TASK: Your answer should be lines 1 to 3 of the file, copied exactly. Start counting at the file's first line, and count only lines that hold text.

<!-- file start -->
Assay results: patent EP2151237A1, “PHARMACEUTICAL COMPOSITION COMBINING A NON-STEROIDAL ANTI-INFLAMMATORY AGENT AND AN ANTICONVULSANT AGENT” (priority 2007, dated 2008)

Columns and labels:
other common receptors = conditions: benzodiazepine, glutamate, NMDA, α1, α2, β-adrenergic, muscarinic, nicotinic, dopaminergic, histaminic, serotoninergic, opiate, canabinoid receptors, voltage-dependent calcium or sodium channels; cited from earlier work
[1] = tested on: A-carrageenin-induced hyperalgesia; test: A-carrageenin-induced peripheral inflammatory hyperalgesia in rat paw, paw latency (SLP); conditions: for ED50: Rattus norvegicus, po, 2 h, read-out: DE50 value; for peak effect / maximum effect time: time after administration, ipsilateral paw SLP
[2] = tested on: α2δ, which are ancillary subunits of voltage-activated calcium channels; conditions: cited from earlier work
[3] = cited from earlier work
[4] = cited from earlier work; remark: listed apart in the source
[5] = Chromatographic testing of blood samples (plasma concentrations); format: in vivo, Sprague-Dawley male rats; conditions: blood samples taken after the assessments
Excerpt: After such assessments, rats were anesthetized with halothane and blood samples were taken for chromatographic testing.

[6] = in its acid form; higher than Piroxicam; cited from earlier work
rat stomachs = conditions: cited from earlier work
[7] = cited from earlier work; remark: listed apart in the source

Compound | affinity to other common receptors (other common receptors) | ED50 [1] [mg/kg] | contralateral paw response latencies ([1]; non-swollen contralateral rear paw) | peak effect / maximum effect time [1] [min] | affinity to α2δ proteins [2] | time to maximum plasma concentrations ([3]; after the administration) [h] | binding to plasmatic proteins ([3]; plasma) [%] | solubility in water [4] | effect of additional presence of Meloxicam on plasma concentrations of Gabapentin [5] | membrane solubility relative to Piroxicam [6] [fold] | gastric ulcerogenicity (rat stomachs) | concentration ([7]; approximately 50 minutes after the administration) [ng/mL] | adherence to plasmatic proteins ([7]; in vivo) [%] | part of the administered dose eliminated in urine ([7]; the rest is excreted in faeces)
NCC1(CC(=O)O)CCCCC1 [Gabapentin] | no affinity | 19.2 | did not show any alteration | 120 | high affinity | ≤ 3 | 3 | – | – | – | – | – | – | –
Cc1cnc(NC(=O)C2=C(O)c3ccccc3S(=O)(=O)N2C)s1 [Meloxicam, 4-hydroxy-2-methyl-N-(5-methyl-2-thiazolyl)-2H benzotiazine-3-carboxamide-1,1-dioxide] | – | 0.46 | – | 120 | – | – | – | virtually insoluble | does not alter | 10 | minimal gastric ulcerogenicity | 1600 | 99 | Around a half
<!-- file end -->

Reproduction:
Assay results: patent EP2151237A1, “PHARMACEUTICAL COMPOSITION COMBINING A NON-STEROIDAL ANTI-INFLAMMATORY AGENT AND AN ANTICONVULSANT AGENT” (priority 2007, dated 2008)

Columns and labels:
other common receptors = conditions: benzodiazepine, glutamate, NMDA, α1, α2, β-adrenergic, muscarinic, nicotinic, dopaminergic, histaminic, serotoninergic, opiate, canabinoid receptors, voltage-dependent calcium or sodium channels; cited from earlier work